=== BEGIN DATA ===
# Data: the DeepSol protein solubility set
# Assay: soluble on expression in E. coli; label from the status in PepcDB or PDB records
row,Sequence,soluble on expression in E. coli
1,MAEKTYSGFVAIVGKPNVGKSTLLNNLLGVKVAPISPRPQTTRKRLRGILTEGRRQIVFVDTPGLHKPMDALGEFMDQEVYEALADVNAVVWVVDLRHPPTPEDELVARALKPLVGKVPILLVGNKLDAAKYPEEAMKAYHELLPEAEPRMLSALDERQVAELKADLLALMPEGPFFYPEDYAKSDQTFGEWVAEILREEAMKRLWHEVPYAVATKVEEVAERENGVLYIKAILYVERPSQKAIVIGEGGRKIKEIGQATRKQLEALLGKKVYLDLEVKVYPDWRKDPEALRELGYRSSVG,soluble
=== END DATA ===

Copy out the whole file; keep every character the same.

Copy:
# Data: the DeepSol protein solubility set
# Assay: soluble on expression in E. coli; label from the status in PepcDB or PDB records
row,Sequence,soluble on expression in E. coli
1,MAEKTYSGFVAIVGKPNVGKSTLLNNLLGVKVAPISPRPQTTRKRLRGILTEGRRQIVFVDTPGLHKPMDALGEFMDQEVYEALADVNAVVWVVDLRHPPTPEDELVARALKPLVGKVPILLVGNKLDAAKYPEEAMKAYHELLPEAEPRMLSALDERQVAELKADLLALMPEGPFFYPEDYAKSDQTFGEWVAEILREEAMKRLWHEVPYAVATKVEEVAERENGVLYIKAILYVERPSQKAIVIGEGGRKIKEIGQATRKQLEALLGKKVYLDLEVKVYPDWRKDPEALRELGYRSSVG,soluble